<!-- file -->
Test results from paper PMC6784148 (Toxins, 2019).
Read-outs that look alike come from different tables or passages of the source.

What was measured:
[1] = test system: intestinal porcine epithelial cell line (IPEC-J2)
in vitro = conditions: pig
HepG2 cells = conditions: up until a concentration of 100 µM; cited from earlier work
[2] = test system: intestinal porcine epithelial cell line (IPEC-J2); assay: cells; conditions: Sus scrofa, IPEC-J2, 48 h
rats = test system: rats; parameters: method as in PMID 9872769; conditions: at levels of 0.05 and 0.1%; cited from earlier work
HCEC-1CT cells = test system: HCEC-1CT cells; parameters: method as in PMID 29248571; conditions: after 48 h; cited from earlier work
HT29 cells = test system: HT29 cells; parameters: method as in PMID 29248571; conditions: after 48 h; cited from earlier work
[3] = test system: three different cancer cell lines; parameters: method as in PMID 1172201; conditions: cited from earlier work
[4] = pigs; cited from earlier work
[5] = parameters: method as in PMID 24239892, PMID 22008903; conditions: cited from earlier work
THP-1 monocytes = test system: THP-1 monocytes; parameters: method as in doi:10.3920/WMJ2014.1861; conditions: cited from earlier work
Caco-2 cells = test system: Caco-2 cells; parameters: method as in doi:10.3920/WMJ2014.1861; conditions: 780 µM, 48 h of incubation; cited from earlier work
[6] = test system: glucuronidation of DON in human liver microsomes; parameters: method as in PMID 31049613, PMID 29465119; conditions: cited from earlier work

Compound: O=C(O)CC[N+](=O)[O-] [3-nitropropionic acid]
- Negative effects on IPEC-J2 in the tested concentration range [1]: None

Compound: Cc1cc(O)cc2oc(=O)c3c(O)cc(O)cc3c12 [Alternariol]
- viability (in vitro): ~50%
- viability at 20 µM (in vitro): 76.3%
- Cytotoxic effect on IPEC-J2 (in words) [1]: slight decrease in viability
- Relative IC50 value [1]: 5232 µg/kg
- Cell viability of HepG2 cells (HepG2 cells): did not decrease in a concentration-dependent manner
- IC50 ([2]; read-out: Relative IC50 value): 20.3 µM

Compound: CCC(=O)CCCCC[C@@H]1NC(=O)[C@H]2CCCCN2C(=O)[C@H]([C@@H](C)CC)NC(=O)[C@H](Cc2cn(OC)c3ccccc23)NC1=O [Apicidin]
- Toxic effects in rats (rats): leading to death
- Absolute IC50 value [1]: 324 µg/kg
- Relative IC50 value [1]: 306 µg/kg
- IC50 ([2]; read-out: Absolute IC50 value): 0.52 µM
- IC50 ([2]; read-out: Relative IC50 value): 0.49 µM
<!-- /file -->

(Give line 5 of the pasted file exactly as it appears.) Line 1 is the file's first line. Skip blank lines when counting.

in vitro = conditions: pig